Has been commemorated each May 25 since 1983, when it was first proclaimed by President Ronald Reagan.
In the several years preceding the establishment of National Missing Children's day a series of high-profile missing-children cases made national headlines.
On May 25, 1979, Etan Patz disappeared from a New York City street on his way to school. The date of Etan's disappearance was designated as National Missing Children's Day. At the time, cases of missing children rarely garnered national media attention, but Etanís case quickly received a lot of coverage. His father, a professional photographer, distributed black-and-white photographs of Etan in an effort to find him. The resulting massive search and media attention that followed focused the public's attention on the problem of child abduction and the lack of plans to address it.
For almost three years media attention was focused on Atlanta, Georgia, where the bodies of young children were discovered in lakes, marshes, and ponds along roadside trails. Twenty-nine bodies were recovered before a suspect was identified and arrested in 1981.
Last year, parents abducted nearly 2,000 children to or from the United States. Thatís 40 children taken from their homes and from their loved ones each week. Abductions traumatize children, their parents, friends, and family. "International Parental Child Abduction is a painful scourge for so many, and it is something that deeply concerns me" Says Secretary of State Mrs. Hiliary Clinton.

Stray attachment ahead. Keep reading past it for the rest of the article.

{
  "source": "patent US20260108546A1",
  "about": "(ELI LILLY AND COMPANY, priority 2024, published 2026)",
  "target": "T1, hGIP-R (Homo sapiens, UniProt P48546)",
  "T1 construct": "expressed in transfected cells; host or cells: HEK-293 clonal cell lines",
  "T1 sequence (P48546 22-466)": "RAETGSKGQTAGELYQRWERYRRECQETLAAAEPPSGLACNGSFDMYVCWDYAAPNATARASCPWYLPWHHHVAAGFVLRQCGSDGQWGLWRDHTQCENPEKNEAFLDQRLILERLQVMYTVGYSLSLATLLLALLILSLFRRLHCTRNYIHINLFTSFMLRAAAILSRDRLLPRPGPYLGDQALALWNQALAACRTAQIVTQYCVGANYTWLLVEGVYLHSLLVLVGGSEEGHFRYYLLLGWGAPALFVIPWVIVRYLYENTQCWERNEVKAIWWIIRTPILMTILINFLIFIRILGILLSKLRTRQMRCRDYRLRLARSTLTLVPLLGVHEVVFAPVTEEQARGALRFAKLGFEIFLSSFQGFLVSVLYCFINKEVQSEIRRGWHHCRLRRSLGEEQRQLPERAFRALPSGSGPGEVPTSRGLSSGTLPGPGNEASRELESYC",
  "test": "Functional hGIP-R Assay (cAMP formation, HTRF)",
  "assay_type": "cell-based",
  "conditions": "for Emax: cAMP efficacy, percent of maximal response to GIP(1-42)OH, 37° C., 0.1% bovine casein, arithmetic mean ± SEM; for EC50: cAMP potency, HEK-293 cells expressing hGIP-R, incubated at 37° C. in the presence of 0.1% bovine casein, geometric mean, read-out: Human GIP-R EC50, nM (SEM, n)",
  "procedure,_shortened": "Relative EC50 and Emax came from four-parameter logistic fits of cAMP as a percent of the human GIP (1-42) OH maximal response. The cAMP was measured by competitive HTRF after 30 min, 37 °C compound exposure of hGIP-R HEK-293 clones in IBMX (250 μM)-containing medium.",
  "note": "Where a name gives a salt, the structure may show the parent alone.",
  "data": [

Every year, 800,000 children are reported missing. The FBI recommends parents have information that helps identify your child ready to give law enforcement the instant your child is reported missing, read more>>
At the State Department, we are committed to preventing child abduction and to helping the children and families caught up in these very complex situations. Our dedicated staff in the Office of Childrenís Issues works everyday to support families and children at risk. We help parents access the tools available to prevent international abductions, such as our Passport Issuance Alert Program.
When an abduction does occur however, we work with parents to identify the appropriate response and find the resources that can help bring their children home. In 2010, for example, we helped more than 575 children return to their homes and families, both in the United States and in countries around the world.
This work extends beyond individual families. So, we are encouraging foreign governments to join us as parties to The Hague Convention on Child Abduction. Today we are treaty partners with 68 countries, and we want that number to grow. This convention is a necessary tool for resolving these difficult cases and giving more children the opportunity to come home.
On this National Missing Childrenís Day, letís continue to stand up, speak out, and do our part to keep our most vulnerable citizens safe. And letís help children around the world come home.
U.S. Secretary of State Hillary Rodham Clinton delivers a message in honor of National Missing Children's Day, on May 24. Secretary Clinton says, "On this National Missing Children's Day let's continue to stand up, speak out, and do our part to keep our most vulnerable citizens safe. And let's help children around the world come home. (see related articles below).
U.S. Department of State US Dept of Travel
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